Study: Mental Illness Could Raise Risk of COVID-19 Infection

A new study reveals that people with certain mental illnesses who have also received the COVID-19 vaccine might be at an elevated risk for breakthrough infections.

Researchers at the University of California, San Francisco surveyed the data points of nearly 264,000 U.S. Department of Veterans Affairs patients; All had completed their vaccine phases and submitted to at least one COVID-19 test.

The results: More than 51% had at least one psychiatric diagnosis within the last five years, and 14.8% of that grouping contracted a breakthrough COVID-19 infection. 

“Our research suggests that increased breakthrough infections in people with psychiatric disorders cannot be entirely explained by socio-demographic factors or pre-existing conditions,” said Aoife O’Donovan, an author of the UCSF study.

O’Donovan added: “It’s possible that immunity following vaccination wanes more quickly or more strongly for people with psychiatric disorders, and/or they could have less protection to newer variants.”

Citing a report from The Hill, patients over 65 with substance abuse disorders, psychotic disorders, bipolar disorders, adjustment disorders, or anxiety are 24% higher risks for a breakthrough COVID-19 infection.

Also, patients 64 and younger are 11% more likely to contract a COVID-19 case, compared to those who don’t have a history of mental illness.

What’s more, the study findings reveal breakthrough risk for patients over 65 was 24% higher for those with substance abuse, 23% higher for those with psychotic disorders, 16% higher for bipolar disorders, 14% higher for adjustment disorders, and 12% higher for anxiety.

“Mental health is important to consider in conjunction with other risk factors,” O’Donovan said. “And some patients should be prioritized for boosters and other critical preventive efforts.”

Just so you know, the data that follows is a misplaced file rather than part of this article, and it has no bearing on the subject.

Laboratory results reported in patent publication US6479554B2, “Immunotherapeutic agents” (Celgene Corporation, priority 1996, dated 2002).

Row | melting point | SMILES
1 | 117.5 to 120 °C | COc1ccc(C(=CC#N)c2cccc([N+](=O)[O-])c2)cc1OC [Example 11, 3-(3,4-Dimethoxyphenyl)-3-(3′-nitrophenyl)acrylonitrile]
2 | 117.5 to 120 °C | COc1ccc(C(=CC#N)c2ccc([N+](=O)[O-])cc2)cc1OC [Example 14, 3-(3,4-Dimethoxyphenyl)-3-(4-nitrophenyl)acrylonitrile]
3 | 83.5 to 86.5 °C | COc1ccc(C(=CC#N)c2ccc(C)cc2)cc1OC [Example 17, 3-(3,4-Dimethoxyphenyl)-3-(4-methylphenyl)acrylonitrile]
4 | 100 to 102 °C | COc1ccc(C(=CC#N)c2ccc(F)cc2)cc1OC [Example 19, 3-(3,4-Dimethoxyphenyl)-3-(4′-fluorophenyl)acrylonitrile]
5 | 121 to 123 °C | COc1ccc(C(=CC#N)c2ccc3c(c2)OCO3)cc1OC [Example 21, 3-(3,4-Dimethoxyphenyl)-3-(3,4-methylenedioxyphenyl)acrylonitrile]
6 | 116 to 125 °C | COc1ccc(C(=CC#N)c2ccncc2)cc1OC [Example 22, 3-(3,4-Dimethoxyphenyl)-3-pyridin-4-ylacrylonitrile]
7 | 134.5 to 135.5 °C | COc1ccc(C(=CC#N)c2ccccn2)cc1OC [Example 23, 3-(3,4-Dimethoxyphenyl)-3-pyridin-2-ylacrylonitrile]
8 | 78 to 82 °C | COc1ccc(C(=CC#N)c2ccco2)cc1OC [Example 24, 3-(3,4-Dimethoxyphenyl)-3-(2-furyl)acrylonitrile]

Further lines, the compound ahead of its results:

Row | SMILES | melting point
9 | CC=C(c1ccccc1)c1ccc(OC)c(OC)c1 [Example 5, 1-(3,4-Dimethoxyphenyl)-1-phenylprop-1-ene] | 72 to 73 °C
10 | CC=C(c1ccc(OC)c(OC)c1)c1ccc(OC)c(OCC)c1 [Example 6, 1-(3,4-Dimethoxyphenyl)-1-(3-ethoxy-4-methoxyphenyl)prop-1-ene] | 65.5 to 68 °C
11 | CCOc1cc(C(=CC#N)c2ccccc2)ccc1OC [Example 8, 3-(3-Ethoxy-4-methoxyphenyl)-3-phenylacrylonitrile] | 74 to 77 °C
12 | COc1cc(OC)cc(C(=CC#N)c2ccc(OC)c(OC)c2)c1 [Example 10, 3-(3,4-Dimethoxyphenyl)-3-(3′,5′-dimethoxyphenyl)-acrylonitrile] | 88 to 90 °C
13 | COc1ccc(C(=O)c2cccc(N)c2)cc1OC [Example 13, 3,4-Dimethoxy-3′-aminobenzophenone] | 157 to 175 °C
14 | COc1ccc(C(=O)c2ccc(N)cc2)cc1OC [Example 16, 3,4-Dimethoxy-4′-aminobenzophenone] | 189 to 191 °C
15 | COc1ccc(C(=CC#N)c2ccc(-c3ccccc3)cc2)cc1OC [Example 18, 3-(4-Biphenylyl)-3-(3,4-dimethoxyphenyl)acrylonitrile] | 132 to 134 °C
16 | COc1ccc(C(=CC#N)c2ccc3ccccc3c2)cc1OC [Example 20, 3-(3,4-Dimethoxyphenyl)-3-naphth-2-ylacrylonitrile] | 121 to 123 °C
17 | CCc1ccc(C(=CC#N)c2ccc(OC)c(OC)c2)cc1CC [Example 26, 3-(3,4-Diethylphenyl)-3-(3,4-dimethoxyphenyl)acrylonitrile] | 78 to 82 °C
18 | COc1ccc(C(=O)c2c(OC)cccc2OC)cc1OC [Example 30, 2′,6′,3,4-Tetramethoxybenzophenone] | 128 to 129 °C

Among the study’s findings:

  • Patient average age was 66.
  • Males comprised 91% of the study.
  • Researchers “adjusted the data for age, sex, race, ethnicity, and vaccine type, along with smoking and underlying conditions like obesity, diabetes, sleep apnea, cardiovascular, lung, kidney and liver diseases, HIV, and cancer.”

The higher incidence of breakthrough cases in adults 65 and over stems from the “decreased immunological response to vaccine that has been associated with some psychiatric disorders, which may be more substantial in older adults,” says Kristen Nishimi, another study author.  

She also assessed that older patients with psychiatric diagnoses may require more in-person healthcare, which “could increase their interactions with the healthcare system.” 

The UCSF findings come on the heels of another COVID-related study, this time reported by Reuters.

In essence, COVID-19 patients are more likely to incur rare vision-threatening blood clots for months after dealing with the infection, the study shows.

Researchers surveyed nearly 500,000 COVID-19 patients to see whether they would develop clots in the veins or arteries of the retina — the nerve tissue at the back of the eye which receives, and then sends, images to the brain. 

Over a six-month period, 65 patients ended up having a retinal vein occlusion. Also, retinal artery clots were 35% more common after contracting COVID-19, the study shows.

According to the findings, most clots occurred in patients with other conditions that increased their risk of blood vessel problems, such as high cholesterol, high blood pressure, and diabetes.

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